So we can think about your whole life as a fixed object in spacetime made up of the whole collection of brain states of your life spread out in spacetime. The apparent movement and change is only an illusion. If the universe is destroyed, it would destroy all the objects and energy in it, past, present, and future. Yet we are here now, so we know that the universe is never destroyed. In this view, it would not make sense to say that you ever die, you just don't exist everywhere in the universe. You are contained in your little time-space, forever. It has no beginning or end. The whole thing just exists at once, but the moments of consciousness are spread out. Each moment contains a short-term memory buffer of the recent past, creating the illusion that you have somehow just moved your consciousness from another moment, when in fact the You in this moment has always been in that moment like the single frame of a movie. This is a static view of the spacetime. In this view, we would be eternally stuck with whatever way the universe just happened to exist.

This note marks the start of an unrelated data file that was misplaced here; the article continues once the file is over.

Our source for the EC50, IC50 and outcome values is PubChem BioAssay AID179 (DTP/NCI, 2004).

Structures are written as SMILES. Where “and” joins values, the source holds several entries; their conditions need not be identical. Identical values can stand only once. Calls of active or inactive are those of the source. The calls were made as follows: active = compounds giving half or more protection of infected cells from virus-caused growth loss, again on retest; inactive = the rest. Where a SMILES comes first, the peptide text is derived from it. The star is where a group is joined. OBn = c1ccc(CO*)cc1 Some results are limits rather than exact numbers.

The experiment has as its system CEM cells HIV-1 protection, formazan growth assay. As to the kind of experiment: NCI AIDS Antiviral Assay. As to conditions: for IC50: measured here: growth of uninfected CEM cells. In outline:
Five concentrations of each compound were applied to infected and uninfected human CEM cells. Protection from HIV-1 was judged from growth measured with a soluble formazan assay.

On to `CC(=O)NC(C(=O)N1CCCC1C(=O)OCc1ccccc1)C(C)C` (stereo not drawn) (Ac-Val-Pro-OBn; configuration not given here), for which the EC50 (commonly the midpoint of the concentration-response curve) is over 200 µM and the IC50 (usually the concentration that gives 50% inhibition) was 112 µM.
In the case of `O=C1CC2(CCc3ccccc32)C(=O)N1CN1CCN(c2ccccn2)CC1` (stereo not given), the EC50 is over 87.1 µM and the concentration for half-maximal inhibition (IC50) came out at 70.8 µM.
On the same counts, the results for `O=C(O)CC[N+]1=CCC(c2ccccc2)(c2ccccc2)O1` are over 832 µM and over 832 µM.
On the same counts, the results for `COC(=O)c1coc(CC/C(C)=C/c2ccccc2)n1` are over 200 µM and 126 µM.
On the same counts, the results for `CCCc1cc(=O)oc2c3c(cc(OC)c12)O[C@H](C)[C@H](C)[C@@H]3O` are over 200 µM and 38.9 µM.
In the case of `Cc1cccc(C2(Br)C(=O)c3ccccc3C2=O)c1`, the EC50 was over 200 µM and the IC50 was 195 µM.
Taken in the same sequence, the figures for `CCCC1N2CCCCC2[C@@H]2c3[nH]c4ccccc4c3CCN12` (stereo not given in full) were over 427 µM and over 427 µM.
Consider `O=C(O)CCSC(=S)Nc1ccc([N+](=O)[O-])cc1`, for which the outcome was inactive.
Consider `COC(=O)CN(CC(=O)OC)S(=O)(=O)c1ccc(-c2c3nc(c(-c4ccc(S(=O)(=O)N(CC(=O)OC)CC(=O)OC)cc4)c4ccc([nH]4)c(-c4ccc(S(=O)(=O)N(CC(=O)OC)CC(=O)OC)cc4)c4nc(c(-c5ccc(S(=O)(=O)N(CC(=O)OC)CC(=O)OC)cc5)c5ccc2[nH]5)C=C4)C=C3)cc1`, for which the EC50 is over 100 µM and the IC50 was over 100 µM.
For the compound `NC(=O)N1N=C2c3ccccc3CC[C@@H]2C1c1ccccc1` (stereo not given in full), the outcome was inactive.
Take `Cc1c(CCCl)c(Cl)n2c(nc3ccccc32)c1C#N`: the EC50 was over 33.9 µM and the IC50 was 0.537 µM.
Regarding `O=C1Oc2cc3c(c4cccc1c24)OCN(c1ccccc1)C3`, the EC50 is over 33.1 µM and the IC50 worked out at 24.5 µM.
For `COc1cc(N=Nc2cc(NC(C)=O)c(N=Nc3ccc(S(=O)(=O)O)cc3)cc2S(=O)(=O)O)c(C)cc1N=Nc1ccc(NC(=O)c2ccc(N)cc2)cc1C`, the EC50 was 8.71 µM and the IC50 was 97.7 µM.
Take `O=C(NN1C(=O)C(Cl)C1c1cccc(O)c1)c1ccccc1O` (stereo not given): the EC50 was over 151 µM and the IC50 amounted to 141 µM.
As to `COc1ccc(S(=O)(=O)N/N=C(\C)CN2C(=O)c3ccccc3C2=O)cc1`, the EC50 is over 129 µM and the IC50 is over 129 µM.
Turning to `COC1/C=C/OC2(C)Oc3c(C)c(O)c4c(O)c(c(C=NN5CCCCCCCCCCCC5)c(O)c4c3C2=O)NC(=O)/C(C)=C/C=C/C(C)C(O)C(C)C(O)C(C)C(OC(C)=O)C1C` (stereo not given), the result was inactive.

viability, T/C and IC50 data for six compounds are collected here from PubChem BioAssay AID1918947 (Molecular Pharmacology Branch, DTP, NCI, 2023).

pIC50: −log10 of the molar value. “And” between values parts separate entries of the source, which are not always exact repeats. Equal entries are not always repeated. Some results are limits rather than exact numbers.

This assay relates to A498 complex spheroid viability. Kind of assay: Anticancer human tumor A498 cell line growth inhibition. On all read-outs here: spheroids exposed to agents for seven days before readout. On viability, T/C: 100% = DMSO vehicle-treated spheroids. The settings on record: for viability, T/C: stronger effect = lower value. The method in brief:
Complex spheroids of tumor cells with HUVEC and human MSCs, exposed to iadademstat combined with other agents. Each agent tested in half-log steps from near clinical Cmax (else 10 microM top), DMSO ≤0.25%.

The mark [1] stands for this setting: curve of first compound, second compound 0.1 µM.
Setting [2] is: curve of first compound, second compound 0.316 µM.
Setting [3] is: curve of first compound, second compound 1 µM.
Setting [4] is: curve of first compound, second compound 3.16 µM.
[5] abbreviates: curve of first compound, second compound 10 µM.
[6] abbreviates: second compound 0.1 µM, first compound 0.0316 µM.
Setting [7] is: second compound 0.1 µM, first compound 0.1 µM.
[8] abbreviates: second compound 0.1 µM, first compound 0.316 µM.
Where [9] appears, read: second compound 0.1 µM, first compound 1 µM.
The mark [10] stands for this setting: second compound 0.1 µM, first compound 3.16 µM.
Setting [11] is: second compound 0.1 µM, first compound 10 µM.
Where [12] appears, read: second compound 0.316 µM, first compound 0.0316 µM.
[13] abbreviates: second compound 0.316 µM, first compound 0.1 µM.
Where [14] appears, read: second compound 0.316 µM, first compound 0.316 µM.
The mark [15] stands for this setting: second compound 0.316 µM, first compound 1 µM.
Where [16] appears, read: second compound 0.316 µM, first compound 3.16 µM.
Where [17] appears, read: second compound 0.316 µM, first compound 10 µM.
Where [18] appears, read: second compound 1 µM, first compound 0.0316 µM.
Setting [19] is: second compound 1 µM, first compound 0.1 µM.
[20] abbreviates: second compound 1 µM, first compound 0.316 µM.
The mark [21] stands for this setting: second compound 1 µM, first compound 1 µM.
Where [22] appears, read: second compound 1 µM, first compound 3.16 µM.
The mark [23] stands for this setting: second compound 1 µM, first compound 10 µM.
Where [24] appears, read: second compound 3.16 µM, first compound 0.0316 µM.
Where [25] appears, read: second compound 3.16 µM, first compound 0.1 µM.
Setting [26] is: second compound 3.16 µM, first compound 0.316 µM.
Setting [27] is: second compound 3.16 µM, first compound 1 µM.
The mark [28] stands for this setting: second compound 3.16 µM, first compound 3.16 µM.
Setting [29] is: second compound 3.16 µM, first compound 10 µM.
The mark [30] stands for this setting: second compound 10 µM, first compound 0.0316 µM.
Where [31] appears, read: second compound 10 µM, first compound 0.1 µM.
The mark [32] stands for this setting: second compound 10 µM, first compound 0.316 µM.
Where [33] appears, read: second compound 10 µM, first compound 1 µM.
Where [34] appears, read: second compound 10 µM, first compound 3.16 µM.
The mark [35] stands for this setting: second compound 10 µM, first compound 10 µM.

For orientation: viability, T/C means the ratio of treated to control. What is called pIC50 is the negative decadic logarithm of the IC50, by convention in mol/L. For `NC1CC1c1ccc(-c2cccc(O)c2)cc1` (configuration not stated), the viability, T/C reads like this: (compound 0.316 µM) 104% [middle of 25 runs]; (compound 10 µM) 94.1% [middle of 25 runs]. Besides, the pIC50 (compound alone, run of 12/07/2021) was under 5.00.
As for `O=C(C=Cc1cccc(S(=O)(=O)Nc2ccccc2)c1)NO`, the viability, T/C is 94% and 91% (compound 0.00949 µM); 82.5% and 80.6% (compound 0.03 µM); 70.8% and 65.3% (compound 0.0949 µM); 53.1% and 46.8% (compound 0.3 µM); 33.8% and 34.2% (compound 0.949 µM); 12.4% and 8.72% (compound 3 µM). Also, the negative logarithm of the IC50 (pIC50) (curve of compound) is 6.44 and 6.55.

One problem with this is that it seems from quantum mechanics that the universe does not exist in only one state, but many states at once. We only see a small sliver of the present state at any time, but there could be more to it that we aren't seeing. If the world I am experiencing is just one particular state of atomic particles in my brain, there could be many other life stories that are a part of the universe and the one I am living in this moment is only one of many possible storylines. This comes from one interpretation of quantum mechanics that I read in David Albert's book Quantum Mechanics and Experience, which he referred to as the many-minds interpretation of quantum mechanics. Please correct me if I do not seem to be understanding something correctly.